ED: Workforce is our biggest constraint; we do not have enough radiologists in the department to ensure that all reporting is done quickly, particularly after hours. My ideal would be for the picture archiving and communication system (PACS) worklists for radiology-emergency imaging to be nearly empty (e.g. as soon as a case gets loaded on PACS, a radiologist jumps in to start the report). In an ideal world, all emergency imaging would be reported within an hour by a registrar (which does happen because registrars are on a dedicated emergency rotation) and then reviewed by a consultant within six hours (which doesn’t happen). Currently, the scans are reviewed within 24 hours by a consultant, and, as I said, the discrepancy rate is low. A particular concern is that our arrangements for weekend coverage are piecemeal. Although many of us would like to introduce a seven-day work week (i.e. routine reporting lists for weekends), the hospital’s financial constraints make this impossible. At the moment, individual consultants usually come in and check reports over the weekend, but the system is not formally established. Other hospitals across the UK have accepted that the concept of in-house radiologists reporting ALL emergency cases is unachievable because of the radiologist shortage. Therefore, outsourcing to private teleradiology companies is common in the UK. In fact, the majority of UK hospitals make use of teleradiology, and after-hours imaging is one area where outsourcing is most popular.

ESR: Which modalities are used for different emergencies? Could you please give an overview sorted by modalities?
ED: Plain x-rays remain the mainstay for emergency imaging, and it is important not to skip this step in the rush to perform more complex investigations. In the case of a patient with a twisted-ankle injury, subtle bony avulsions can be hard to identify on MR, even though the associated soft-tissue injuries are obvious. But matching the plain radiograph side by side with the MR makes it easy to appreciate where the bony avulsions have occurred.
Ultrasound is still an important modality in the UK. For example, appendicitis often will be diagnosed by ultrasound, but, of course, this requires expertise. All junior radiologists become accomplished at ultrasound and receive good, supervised training. So, I anticipate that ultrasound will continue to be a useful and important modality in the future of emergency radiology.
CT is of course the key investigation for many emergency patients, and, like the rest of the world, we are experiencing an annual increase in its usage. At my own institution, the number of CTs performed on call has quadrupled over the last six years, and I cannot see how the trend would reverse. Although some may say that we ‘over image’, I believe that we make a significant difference in most cases. Whereas 25 years ago, patients with an ‘acute abdomen’ would frequently be taken straight to surgery for an exploratory laparotomy, today patients rarely are taken to surgery without some form of imaging to ensure that surgery is warranted.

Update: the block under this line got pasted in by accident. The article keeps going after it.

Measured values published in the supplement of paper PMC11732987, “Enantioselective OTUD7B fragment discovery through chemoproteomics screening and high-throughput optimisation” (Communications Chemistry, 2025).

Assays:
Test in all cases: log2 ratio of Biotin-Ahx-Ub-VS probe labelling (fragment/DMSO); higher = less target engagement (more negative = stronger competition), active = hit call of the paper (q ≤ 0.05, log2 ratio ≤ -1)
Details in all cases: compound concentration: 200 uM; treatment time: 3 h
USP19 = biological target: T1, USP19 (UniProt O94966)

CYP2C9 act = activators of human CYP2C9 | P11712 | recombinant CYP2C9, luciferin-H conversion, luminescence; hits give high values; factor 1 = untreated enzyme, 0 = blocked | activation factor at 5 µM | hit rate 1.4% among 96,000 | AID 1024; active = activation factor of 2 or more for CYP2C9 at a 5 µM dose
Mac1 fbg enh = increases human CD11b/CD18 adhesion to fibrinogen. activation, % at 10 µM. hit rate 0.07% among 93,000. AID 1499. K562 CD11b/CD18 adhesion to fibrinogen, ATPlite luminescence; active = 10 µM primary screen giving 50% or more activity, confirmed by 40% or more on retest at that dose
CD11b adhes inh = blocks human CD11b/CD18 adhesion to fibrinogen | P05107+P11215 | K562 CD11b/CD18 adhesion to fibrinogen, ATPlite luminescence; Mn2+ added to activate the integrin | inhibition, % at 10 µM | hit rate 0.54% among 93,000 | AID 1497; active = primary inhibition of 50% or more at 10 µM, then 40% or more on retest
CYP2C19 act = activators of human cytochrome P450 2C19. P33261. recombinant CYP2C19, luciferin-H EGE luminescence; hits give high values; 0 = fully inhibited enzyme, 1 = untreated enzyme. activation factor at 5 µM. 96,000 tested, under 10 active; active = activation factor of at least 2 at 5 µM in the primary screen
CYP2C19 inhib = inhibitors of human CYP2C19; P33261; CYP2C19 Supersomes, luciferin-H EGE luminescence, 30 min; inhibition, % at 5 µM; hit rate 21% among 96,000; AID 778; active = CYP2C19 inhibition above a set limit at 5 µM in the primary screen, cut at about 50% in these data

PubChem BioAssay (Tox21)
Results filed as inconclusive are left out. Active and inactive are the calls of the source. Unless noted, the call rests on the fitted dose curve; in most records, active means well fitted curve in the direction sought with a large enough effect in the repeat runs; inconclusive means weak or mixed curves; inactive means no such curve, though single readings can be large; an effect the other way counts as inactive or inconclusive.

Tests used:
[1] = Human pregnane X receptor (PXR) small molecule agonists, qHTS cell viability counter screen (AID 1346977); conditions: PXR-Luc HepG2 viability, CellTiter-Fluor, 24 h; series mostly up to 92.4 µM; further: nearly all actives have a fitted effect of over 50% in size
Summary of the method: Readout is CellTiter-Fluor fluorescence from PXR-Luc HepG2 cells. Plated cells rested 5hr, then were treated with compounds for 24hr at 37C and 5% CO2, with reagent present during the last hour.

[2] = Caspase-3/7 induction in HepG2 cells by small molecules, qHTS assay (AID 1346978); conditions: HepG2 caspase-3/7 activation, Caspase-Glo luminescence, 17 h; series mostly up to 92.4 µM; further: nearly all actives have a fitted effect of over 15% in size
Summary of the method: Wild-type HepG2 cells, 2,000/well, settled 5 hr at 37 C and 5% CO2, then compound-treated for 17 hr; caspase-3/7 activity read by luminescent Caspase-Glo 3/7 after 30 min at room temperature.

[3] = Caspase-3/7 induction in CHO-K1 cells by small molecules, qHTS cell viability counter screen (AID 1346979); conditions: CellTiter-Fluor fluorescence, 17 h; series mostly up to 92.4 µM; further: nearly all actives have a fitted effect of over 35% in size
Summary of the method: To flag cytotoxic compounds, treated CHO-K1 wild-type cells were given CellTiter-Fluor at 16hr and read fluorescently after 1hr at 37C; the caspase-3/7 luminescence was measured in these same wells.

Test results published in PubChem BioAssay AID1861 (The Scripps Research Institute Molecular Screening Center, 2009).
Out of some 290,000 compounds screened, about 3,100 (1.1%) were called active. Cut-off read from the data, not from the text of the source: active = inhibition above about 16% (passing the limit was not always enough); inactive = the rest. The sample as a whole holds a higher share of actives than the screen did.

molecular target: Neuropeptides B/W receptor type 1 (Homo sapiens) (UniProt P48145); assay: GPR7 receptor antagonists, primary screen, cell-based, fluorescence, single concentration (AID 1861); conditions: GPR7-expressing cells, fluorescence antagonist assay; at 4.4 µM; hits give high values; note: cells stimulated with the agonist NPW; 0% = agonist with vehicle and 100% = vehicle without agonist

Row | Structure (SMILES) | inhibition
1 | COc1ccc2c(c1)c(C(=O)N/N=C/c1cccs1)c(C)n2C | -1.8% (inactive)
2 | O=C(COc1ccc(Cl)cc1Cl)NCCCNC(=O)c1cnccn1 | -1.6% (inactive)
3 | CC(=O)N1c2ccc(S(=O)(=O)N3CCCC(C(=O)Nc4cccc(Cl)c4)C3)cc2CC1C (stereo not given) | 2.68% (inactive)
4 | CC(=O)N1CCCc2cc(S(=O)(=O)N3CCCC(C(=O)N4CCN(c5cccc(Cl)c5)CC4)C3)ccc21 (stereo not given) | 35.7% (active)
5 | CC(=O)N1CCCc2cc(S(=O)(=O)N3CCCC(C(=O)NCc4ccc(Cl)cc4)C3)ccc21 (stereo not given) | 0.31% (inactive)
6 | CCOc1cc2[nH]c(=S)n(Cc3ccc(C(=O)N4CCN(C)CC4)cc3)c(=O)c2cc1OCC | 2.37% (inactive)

Our interventional radiology colleagues play an active role, particularly in trauma, and they work closely with the trauma surgeons. For example, a patient with active splenic bleeding may have the condition initially embolised in interventional radiology and then rushed to surgery for a splenectomy, which is easier to perform in the absence of active bleeding.
We run an MRI service around the clock for neurological emergencies, including cord compression and unstable cord injuries. This service inevitably requires significant radiographer expertise. Like all hospitals, we have to think about education and training of our radiographers to retain expert staff.

ESR: Is teleradiology an issue in emergency radiology? If yes, how so, and how often is it used?
ED: Teleradiology is used frequently and increasingly in the UK because of the serious radiologist shortage I mentioned earlier. There are obvious advantages to teleradiology. However, the demand is huge, which can lead to problems for teleradiology companies similar to those in traditional hospital settings (e.g. not enough radiologists to do the reporting). Many radiologists who work in teleradiology also work in the public hospital system, so the pool of potential reporting radiologists is relatively limited. It is vitally important that teleradiologists not be disadvantaged in their work compared with on-site, hospital radiologists. Teleradiologists should have easy, immediate access to all the previous imaging studies and reports on every patient. Also, teleradiologists should be able to easily access patients’ electronic records while reporting imaging studies to look up other relevant clinical data, such as blood test results and previous histopathology, if necessary. This requires a high standard of seamless information-technology connectivity.